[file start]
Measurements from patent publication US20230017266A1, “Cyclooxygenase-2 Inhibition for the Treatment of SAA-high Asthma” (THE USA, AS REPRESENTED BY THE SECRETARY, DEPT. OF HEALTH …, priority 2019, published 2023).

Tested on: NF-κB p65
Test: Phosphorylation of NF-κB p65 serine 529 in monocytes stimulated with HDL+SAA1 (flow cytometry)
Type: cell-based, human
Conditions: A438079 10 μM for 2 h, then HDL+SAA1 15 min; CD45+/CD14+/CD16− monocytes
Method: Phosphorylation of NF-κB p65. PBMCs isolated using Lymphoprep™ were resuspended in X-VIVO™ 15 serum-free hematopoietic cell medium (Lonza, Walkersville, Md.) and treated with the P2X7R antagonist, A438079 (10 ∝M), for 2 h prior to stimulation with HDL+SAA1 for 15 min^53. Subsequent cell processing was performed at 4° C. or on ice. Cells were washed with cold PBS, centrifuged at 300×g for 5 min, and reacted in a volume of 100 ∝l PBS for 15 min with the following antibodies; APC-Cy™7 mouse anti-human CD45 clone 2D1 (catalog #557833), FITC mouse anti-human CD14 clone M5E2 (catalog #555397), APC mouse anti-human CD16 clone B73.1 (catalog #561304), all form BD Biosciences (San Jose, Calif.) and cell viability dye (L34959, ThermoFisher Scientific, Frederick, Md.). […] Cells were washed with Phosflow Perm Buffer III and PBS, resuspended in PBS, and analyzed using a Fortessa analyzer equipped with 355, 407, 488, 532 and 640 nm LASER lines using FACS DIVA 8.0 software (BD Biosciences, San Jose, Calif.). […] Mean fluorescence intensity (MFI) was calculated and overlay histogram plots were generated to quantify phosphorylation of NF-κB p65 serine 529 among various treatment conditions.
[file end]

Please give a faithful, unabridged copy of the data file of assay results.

Measurements from patent publication US20230017266A1, “Cyclooxygenase-2 Inhibition for the Treatment of SAA-high Asthma” (THE USA, AS REPRESENTED BY THE SECRETARY, DEPT. OF HEALTH …, priority 2019, published 2023).

Tested on: NF-κB p65
Test: Phosphorylation of NF-κB p65 serine 529 in monocytes stimulated with HDL+SAA1 (flow cytometry)
Type: cell-based, human
Conditions: A438079 10 μM for 2 h, then HDL+SAA1 15 min; CD45+/CD14+/CD16− monocytes
Method: Phosphorylation of NF-κB p65. PBMCs isolated using Lymphoprep™ were resuspended in X-VIVO™ 15 serum-free hematopoietic cell medium (Lonza, Walkersville, Md.) and treated with the P2X7R antagonist, A438079 (10 ∝M), for 2 h prior to stimulation with HDL+SAA1 for 15 min^53. Subsequent cell processing was performed at 4° C. or on ice. Cells were washed with cold PBS, centrifuged at 300×g for 5 min, and reacted in a volume of 100 ∝l PBS for 15 min with the following antibodies; APC-Cy™7 mouse anti-human CD45 clone 2D1 (catalog #557833), FITC mouse anti-human CD14 clone M5E2 (catalog #555397), APC mouse anti-human CD16 clone B73.1 (catalog #561304), all form BD Biosciences (San Jose, Calif.) and cell viability dye (L34959, ThermoFisher Scientific, Frederick, Md.). […] Cells were washed with Phosflow Perm Buffer III and PBS, resuspended in PBS, and analyzed using a Fortessa analyzer equipped with 355, 407, 488, 532 and 640 nm LASER lines using FACS DIVA 8.0 software (BD Biosciences, San Jose, Calif.). […] Mean fluorescence intensity (MFI) was calculated and overlay histogram plots were generated to quantify phosphorylation of NF-κB p65 serine 529 among various treatment conditions.